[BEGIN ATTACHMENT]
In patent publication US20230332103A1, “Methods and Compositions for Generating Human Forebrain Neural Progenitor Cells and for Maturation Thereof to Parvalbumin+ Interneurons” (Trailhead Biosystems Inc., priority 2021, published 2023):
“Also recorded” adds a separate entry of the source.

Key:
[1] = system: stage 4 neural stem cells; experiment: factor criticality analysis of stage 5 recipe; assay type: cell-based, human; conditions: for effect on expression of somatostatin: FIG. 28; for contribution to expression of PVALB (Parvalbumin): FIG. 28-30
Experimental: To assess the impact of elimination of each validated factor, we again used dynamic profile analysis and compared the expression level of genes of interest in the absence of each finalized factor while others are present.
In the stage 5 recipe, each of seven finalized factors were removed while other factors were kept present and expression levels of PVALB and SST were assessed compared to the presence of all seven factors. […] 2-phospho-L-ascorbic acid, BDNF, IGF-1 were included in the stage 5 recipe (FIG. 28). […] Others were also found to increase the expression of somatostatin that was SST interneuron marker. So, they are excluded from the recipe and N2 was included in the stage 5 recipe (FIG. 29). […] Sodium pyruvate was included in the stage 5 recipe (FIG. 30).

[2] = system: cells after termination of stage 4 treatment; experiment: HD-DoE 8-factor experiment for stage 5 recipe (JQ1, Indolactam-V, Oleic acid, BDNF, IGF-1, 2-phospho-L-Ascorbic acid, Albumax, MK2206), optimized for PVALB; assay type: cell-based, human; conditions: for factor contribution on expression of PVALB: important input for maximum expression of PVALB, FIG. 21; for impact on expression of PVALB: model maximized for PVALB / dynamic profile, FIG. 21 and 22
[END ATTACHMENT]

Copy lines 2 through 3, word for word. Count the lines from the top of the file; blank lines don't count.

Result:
“Also recorded” adds a separate entry of the source.

Key: